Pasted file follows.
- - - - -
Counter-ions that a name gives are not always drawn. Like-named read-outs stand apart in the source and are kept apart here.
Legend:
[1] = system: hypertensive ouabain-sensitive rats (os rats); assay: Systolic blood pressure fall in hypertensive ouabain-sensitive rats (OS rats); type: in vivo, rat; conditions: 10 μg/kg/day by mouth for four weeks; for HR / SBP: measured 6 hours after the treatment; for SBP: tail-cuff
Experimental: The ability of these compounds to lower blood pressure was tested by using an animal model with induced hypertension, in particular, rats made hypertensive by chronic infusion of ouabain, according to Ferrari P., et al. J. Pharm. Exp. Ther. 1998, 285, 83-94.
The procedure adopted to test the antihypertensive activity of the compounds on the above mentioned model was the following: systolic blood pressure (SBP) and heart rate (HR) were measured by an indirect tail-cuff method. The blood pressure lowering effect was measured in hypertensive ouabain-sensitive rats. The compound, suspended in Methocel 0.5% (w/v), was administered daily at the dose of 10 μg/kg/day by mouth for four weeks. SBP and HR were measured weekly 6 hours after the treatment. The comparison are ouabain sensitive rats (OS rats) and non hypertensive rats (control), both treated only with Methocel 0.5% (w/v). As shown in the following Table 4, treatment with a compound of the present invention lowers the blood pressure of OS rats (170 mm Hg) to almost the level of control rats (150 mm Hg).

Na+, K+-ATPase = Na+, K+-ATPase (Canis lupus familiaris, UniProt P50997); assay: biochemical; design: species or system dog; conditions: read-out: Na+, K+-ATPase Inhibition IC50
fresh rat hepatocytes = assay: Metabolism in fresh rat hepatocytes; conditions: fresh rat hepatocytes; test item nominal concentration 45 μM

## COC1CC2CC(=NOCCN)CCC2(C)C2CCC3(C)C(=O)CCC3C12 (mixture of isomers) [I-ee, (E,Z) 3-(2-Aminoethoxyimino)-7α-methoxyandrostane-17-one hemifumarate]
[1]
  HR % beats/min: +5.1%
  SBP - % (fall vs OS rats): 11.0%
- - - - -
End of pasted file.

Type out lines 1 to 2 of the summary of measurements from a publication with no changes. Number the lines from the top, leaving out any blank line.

Counter-ions that a name gives are not always drawn. Like-named read-outs stand apart in the source and are kept apart here.
Legend: